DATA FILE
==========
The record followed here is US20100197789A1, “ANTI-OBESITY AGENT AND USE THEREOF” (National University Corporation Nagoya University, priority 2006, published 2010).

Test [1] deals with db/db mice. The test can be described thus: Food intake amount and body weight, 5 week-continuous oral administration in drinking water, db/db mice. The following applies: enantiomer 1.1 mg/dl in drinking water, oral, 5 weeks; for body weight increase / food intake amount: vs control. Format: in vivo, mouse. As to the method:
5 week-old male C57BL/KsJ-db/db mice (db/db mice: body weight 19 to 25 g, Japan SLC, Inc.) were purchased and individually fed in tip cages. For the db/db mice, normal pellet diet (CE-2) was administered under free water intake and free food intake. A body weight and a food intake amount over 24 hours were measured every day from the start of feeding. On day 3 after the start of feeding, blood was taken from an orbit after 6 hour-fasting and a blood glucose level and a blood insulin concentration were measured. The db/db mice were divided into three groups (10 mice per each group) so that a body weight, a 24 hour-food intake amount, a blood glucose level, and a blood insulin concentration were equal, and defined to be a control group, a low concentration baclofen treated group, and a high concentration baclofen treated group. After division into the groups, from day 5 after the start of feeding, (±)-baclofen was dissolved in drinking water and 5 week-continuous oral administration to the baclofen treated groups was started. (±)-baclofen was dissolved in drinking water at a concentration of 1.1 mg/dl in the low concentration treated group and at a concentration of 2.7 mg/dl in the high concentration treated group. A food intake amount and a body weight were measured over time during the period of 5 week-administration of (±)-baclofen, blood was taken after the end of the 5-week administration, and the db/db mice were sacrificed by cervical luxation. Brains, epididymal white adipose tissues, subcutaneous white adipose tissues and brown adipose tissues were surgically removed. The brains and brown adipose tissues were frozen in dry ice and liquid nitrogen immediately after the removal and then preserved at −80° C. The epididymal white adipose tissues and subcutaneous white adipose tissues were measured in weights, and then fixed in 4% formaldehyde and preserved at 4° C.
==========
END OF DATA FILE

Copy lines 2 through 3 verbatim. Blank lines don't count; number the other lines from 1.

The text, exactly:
Test [1] deals with db/db mice. The test can be described thus: Food intake amount and body weight, 5 week-continuous oral administration in drinking water, db/db mice. The following applies: enantiomer 1.1 mg/dl in drinking water, oral, 5 weeks; for body weight increase / food intake amount: vs control. Format: in vivo, mouse. As to the method:
5 week-old male C57BL/KsJ-db/db mice (db/db mice: body weight 19 to 25 g, Japan SLC, Inc.) were purchased and individually fed in tip cages. For the db/db mice, normal pellet diet (CE-2) was administered under free water intake and free food intake. A body weight and a food intake amount over 24 hours were measured every day from the start of feeding. On day 3 after the start of feeding, blood was taken from an orbit after 6 hour-fasting and a blood glucose level and a blood insulin concentration were measured. The db/db mice were divided into three groups (10 mice per each group) so that a body weight, a 24 hour-food intake amount, a blood glucose level, and a blood insulin concentration were equal, and defined to be a control group, a low concentration baclofen treated group, and a high concentration baclofen treated group. After division into the groups, from day 5 after the start of feeding, (±)-baclofen was dissolved in drinking water and 5 week-continuous oral administration to the baclofen treated groups was started. (±)-baclofen was dissolved in drinking water at a concentration of 1.1 mg/dl in the low concentration treated group and at a concentration of 2.7 mg/dl in the high concentration treated group. A food intake amount and a body weight were measured over time during the period of 5 week-administration of (±)-baclofen, blood was taken after the end of the 5-week administration, and the db/db mice were sacrificed by cervical luxation. Brains, epididymal white adipose tissues, subcutaneous white adipose tissues and brown adipose tissues were surgically removed. The brains and brown adipose tissues were frozen in dry ice and liquid nitrogen immediately after the removal and then preserved at −80° C. The epididymal white adipose tissues and subcutaneous white adipose tissues were measured in weights, and then fixed in 4% formaldehyde and preserved at 4° C.